Rosenberg and colleagues conducted a randomized, double-blind, placebo-controlled study to assess the efficacy and safety of a one-time dose of eszopi-clone using the “first-night effect” model of transient insomnia. The first-night effect refers to the insomnia that commonly occurs when someone is assessed in a sleep laboratory.
A total of 436 adults aged 25 to 50 years were randomly assigned to receive either placebo or eszopiclone 1, 2, 3, or 3.5 mg. Participants had to have a body mass index between 16 and 30 kg/m, no history of insomnia, and a report of normal sleep patterns. viagra uk online
Participants were excluded from the study if they:
- had previously slept in a sleep laboratory.
- had symptoms of a primary sleep disorder.
- had a known hypersensitivity to zopiclone or other hypnotic agents.
- had any unstable medical conditions or a history of psychiatric problems.
Participants were instructed to avoid taking any over-the-counter analgesics within seven days of the study or any other medication within 14 days, and they were required not to have used tobacco or nicotine products within the previous three months. Caffeine intake was limited to 180 mg daily, and no caffeine or alcohol was allowed after 2 p.m. on the day of the study.
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The primary endpoint was latency to persistent sleep (LPS), as measured objectively by polysomnography. LPS was defined as the time from “lights out” (bedtime) to the beginning of 10 uninterrupted minutes of sleep. Objective secondary measures included:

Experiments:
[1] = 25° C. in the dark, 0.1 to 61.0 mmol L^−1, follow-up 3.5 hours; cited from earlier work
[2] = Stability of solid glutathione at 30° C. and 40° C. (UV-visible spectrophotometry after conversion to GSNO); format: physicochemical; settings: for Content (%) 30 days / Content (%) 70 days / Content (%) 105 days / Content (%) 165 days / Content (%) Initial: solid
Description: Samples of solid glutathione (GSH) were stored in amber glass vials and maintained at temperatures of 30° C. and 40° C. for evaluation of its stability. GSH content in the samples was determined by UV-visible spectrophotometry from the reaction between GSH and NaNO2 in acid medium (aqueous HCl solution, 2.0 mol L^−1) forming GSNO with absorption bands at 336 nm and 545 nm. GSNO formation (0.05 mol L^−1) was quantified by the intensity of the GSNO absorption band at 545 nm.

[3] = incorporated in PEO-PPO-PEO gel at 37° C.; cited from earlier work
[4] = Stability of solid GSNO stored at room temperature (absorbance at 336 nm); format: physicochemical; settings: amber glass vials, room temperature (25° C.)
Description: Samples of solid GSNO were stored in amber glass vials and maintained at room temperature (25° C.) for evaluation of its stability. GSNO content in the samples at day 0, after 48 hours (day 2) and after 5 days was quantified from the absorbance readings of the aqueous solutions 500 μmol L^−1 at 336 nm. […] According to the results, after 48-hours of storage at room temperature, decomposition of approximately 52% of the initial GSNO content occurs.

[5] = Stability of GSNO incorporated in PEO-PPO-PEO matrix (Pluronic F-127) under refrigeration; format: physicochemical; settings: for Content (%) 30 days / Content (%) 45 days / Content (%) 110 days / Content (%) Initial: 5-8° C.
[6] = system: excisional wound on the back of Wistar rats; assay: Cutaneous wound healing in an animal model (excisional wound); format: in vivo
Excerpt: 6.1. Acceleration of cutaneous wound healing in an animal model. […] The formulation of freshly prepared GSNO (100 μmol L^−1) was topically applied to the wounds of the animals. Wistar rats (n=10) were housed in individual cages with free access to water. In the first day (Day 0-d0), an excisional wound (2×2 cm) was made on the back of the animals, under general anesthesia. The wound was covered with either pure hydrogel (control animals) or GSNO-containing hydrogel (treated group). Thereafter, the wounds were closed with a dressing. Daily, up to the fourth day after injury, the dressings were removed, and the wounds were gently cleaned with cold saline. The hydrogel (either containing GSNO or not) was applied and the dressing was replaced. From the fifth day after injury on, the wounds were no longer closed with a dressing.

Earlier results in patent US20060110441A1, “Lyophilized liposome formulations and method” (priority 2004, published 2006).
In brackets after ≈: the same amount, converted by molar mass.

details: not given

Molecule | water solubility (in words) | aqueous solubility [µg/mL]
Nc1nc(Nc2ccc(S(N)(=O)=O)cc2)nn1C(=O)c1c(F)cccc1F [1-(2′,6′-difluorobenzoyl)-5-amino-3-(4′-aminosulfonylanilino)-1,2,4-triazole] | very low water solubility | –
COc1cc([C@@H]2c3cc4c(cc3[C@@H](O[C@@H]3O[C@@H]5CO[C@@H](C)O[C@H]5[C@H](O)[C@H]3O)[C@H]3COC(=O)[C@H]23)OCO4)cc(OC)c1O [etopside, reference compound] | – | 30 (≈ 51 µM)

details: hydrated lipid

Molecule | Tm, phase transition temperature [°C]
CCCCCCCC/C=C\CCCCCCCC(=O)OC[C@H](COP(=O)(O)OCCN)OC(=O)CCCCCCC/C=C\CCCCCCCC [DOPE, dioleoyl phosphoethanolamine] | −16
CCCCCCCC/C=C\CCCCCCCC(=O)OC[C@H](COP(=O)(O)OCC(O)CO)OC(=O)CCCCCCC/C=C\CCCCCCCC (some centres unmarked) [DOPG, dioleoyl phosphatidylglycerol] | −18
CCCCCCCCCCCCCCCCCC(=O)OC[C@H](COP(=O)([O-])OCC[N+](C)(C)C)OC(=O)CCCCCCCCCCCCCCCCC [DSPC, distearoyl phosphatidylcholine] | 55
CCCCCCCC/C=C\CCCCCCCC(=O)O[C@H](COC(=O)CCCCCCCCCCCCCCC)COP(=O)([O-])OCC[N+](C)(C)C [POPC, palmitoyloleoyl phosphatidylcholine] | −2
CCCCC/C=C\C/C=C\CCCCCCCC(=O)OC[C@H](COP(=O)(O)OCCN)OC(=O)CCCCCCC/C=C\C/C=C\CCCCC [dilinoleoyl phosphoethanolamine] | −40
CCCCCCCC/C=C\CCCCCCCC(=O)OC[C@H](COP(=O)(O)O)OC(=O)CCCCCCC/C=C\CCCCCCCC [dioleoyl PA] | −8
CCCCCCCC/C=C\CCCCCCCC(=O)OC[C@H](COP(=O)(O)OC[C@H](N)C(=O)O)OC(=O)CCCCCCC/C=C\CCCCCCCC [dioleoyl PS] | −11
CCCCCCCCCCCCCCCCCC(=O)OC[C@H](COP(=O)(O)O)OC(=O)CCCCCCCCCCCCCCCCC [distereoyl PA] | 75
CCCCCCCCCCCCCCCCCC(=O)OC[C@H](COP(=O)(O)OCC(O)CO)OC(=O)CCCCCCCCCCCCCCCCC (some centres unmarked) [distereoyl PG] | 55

- wake time (the time spent awake during undesired awakenings) after initial sleep onset.
- sleep efficiency.
- the number of awakenings lasting at least one minute.
- sleep architecture (the stages and cycles of sleep).
All of these measures were obtained via polysomnography. Subjective measures were also obtained from the patients, including quality of sleep and depth of sleep. Safety was assessed via clinical laboratory tests, electrocardiograms, vital signs, physical and neurological examinations, and the occurrence of ADEs. viagra soft
A total of 436 patients were randomly selected to receive either placebo or eszopiclone 1, 2, 3, or 3.5 mg. The baseline characteristics were similar for all five groups. Subjects who received 2, 3, and 3.5 mg had a statistically significant shorter LPS compared with those receiving placebo (P < .0001). For those taking eszopiclone 1 mg, the LPS was reduced but did not different significantly from that in the placebo group (P= .06).
The wake time after sleep onset was significantly reduced in all patients taking eszopiclone compared with that in those taking placebo (P < .05). The number of awakenings was significantly decreased with eszopiclone 3 and 3.5 mg compared with placebo (P< .005). Sleep efficiency, or total sleep time, significantly increased in all eszopiclone patients compared with placebo patients (P< .02).